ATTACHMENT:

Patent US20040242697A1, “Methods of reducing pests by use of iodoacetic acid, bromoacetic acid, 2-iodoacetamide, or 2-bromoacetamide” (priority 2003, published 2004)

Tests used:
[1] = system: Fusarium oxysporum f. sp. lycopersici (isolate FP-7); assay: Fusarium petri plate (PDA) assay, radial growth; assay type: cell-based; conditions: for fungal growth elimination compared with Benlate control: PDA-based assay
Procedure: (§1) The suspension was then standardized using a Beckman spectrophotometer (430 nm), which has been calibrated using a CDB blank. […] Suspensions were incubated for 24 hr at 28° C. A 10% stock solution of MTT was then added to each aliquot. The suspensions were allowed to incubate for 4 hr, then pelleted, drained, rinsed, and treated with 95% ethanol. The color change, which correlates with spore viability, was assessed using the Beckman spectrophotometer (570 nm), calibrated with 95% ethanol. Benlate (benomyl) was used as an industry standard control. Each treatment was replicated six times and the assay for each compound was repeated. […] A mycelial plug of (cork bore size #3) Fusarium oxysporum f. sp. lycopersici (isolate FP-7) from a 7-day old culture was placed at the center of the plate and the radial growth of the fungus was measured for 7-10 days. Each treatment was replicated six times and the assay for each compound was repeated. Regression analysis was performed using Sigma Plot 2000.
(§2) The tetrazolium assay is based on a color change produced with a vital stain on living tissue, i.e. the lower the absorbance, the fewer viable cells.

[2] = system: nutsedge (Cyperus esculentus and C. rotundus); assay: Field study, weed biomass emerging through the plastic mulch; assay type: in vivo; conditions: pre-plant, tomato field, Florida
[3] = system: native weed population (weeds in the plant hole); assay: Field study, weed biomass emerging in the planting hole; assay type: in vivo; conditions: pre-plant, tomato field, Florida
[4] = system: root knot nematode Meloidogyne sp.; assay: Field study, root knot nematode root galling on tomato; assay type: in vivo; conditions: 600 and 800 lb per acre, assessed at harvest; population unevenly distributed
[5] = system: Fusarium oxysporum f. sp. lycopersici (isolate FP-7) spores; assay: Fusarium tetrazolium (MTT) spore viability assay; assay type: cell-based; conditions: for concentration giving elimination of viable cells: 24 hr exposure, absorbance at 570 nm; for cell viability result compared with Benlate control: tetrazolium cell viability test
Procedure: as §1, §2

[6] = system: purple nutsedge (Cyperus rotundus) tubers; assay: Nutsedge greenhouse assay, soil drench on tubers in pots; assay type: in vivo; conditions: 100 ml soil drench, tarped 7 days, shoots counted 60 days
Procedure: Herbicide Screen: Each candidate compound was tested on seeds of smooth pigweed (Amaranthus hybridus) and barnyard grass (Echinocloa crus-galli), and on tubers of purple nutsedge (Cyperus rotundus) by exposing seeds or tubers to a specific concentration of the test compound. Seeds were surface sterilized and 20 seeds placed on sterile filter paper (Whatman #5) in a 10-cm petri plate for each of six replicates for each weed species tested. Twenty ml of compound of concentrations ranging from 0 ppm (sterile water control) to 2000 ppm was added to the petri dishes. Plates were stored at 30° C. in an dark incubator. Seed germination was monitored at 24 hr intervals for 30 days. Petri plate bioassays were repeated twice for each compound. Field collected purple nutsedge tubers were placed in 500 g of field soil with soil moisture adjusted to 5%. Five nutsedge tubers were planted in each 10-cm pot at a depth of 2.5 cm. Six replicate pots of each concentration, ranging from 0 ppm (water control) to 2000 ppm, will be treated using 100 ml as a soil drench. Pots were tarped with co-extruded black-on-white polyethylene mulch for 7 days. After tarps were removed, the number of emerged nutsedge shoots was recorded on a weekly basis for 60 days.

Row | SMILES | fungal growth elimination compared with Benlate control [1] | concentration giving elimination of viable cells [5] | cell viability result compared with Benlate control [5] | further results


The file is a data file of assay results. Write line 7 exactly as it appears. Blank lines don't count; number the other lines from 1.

[3] = system: native weed population (weeds in the plant hole); assay: Field study, weed biomass emerging in the planting hole; assay type: in vivo; conditions: pre-plant, tomato field, Florida